TAMPA, Fla. (WFLA) – It is a major decision that could force thousands of students to change schools and affect home values across Hillsborough County.
The first school board vote on the redistricting proposals is set for next Tuesday’s meeting.
With one week to go until the highly anticipated vote, Anand Prasad and his wife from Tampa’s North Bon Air neighborhood spoke during public comment Tuesday afternoon.
“We don’t have kids yet,” Prasad said, “but we’re here because we like to plan ahead and we’re also here for our neighbors.”
His neighbors have organized their own meetings, emailed board members and submitted comments online about the two scenarios that rezone their children to lower-rated schools.
They said they feel like the superintendent listened to their feedback when he made his recommendation. None of their children would be zoned out of highly rated Plant High School and Coleman Middle School.
“Scenario 4 was created based on that feedback so it may not be perfect but it can quickly address capacity and financial issues,” parent Danielle Caci said during her public comment.
Superintendent Addison Davis told News Channel 8 the projected annual savings from his plan are more than $14 million.
But at last week’s school board workshop, Chair Nadia Combs said Scenario 4 isn’t aggressive enough.
“We will be back here in two or three years,” Combs said. “So those families that feel relieved you’re not touched this time do not think it’s sustainable.”
Parents like Caci fired back.
“Some were seemingly criticized for standing up for our children and there was talk about going back to other scenarios that didn’t have broad community support,” she said about the workshop.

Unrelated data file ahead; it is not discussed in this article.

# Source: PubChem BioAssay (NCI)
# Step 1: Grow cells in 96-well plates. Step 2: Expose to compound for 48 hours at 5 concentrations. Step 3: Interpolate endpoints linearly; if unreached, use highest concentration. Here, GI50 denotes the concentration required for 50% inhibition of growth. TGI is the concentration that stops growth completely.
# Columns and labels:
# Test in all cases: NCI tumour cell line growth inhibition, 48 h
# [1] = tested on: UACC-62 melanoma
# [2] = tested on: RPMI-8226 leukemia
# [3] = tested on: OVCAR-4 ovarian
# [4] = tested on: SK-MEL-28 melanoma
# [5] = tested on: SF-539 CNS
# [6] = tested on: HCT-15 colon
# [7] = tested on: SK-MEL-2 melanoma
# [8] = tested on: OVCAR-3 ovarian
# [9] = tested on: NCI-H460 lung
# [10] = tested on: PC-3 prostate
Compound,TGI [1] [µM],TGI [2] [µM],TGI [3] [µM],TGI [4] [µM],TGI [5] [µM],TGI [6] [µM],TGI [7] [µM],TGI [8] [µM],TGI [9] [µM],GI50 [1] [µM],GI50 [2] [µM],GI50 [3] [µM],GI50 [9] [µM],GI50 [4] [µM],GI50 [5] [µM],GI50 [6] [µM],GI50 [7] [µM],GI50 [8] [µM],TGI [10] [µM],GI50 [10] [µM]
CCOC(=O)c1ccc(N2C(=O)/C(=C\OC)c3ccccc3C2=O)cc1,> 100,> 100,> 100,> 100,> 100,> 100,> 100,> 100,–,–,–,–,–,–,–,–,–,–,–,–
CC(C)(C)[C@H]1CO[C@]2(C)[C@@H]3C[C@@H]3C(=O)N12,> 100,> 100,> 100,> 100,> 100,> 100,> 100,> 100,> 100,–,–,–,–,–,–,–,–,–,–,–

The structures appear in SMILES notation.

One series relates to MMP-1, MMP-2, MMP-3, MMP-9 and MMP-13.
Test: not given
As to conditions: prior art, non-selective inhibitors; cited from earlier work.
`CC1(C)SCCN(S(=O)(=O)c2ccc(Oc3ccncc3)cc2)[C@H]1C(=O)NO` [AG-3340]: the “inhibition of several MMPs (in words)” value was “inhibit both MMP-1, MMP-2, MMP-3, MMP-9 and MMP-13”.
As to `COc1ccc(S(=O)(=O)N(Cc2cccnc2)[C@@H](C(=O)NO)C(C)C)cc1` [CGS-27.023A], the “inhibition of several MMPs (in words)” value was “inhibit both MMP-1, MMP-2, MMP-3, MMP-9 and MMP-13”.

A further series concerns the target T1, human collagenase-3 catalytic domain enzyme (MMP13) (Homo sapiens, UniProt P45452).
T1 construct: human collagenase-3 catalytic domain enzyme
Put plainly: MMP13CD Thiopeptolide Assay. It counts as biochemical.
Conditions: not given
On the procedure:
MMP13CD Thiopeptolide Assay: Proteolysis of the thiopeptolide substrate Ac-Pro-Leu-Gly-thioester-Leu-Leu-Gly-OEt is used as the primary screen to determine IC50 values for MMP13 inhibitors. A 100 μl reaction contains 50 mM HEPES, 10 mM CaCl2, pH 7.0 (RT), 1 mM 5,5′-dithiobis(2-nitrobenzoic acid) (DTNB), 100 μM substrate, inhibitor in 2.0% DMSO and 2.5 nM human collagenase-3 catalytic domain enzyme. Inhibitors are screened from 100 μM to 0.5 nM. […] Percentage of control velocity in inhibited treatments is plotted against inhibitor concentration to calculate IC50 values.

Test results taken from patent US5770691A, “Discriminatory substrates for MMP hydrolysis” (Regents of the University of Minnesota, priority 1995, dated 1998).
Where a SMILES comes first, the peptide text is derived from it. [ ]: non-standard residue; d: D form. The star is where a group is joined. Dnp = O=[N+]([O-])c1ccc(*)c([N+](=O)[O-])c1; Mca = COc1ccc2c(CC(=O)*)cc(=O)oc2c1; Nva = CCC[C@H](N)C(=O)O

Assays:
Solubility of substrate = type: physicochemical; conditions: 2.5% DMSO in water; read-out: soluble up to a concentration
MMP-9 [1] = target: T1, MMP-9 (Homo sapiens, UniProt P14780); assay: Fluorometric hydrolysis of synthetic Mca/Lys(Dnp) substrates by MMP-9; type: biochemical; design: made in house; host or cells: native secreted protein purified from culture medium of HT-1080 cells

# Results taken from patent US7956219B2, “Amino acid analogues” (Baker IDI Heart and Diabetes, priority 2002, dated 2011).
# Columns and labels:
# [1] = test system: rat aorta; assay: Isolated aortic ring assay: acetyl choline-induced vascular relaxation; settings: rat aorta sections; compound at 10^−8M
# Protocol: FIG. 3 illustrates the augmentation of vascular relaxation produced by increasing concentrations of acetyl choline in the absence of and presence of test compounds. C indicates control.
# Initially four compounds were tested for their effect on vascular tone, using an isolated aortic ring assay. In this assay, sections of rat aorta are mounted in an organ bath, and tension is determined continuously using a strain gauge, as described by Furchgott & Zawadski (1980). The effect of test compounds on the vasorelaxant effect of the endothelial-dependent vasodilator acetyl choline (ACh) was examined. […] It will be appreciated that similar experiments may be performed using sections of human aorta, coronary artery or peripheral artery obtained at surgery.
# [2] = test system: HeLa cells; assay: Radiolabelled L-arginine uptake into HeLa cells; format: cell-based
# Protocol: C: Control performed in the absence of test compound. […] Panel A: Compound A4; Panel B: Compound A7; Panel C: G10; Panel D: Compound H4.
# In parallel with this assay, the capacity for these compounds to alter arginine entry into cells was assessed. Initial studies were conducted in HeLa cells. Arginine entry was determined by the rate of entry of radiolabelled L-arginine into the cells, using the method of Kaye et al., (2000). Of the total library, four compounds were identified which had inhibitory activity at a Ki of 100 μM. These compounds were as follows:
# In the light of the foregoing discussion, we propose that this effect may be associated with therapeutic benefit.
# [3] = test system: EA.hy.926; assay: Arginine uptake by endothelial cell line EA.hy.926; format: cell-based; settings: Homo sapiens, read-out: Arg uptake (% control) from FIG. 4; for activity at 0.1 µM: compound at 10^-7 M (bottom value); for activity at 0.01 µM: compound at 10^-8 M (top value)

While South Tampa families are all in on Scenario 4, some parents from the county’s northernmost schools are not.
Two moms from Turner/Bartels K-8 school said it does not solve the issue of more than 200 middle school students being bussed from the Fletcher and University of South Florida area to near the Pasco County line.
“They’re spending some days 45 minutes on the bus each way and if Scenario 4 goes forward they’ll stay doing that,” parent Holley Townsend told the school board.
The school district boundary website said Davis’ plan saves the district more than $5.3 million in transportation costs and “reduces the distance students travel to school by 39,862 miles.”
There will be another round of public comment next Tuesday before the first school board vote on the proposed boundary changes.
Families can also attend community meetings Wednesday night at Webb Middle School and Thursday night at Madison Middle School and Chamberlain High Schools.